July 31, 2008

How Much Should You Contribute To Your Retirement? - Part 2

I gave you a few days, so did you do your homework? If so, then you are ready for this section.

If you reside in a county where you do not contribute to Social Security, then no matter what your other mandatory options are (Gwinnett, Rockdale, etc.), you really need to make sure to put a total of at least 12% of your salary away.

For example, in Gwinnett this would mean starting a 403(b) with a 6% contribution (pre-tax) every pay period. I get to 6% by starting with my 12% goal and subtracting 5% (TRS) and 1% (GRS).

In Rockdale, you would start an additional 403(b) - on top of the employer and employee mandatory 403(b)s - with a contribution of 5% (pre-tax) every pay period. Start with your 12% goal and subtract 5% (TRS) and 2% (mandatory 403(b) from the employee).

For those that do contribute to Social Security, you are actually already at 11%, so even if you can just put away that 1% into a 403(b), that is better than nothing. This will just mean that in retirement, you can have a savings account already established.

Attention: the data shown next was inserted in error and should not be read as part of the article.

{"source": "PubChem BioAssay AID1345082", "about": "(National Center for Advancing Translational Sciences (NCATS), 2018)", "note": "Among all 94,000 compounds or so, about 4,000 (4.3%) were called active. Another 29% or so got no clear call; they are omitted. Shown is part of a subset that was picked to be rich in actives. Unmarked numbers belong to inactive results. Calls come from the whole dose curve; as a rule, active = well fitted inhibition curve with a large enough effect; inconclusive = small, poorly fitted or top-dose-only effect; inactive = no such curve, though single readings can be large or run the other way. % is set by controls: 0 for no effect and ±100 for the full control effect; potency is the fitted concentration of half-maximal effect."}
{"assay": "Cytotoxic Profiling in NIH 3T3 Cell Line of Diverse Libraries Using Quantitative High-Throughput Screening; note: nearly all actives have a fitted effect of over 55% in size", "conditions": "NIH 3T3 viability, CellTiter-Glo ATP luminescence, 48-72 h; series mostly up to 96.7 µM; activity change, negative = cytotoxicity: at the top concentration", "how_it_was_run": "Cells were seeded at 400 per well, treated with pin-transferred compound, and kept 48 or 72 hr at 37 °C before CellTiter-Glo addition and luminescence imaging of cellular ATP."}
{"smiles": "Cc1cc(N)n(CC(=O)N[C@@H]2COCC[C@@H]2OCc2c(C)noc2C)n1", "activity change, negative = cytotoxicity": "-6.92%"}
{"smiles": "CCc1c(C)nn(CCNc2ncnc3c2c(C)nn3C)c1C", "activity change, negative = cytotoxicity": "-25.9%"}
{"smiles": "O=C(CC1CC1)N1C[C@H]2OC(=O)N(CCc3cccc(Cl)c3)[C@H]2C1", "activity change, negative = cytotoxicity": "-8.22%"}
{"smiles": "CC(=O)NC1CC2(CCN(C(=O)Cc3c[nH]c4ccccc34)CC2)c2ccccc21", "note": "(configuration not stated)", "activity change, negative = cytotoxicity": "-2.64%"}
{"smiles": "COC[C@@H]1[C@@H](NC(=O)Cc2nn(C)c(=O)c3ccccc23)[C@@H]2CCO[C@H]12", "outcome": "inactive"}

If you make 45,000 a year, and you contribute just 1% per month ($37.50) the first year, and you increase it just 2% every year for twenty years, you end up with over $25,500 assuming an 8% per year rate of return.

This is just a basic guide, and by all means, if you can do more, you should, but these should be good numbers to start with. Once you see it really does not affect your take home pay, look to raise it by 1% or 2%. Once you get to retirement, you will feel a whole lot better about what you have accomplished!

Next discussion in a couple of days will be about 403(b) providers. Are all of them the same? NO!

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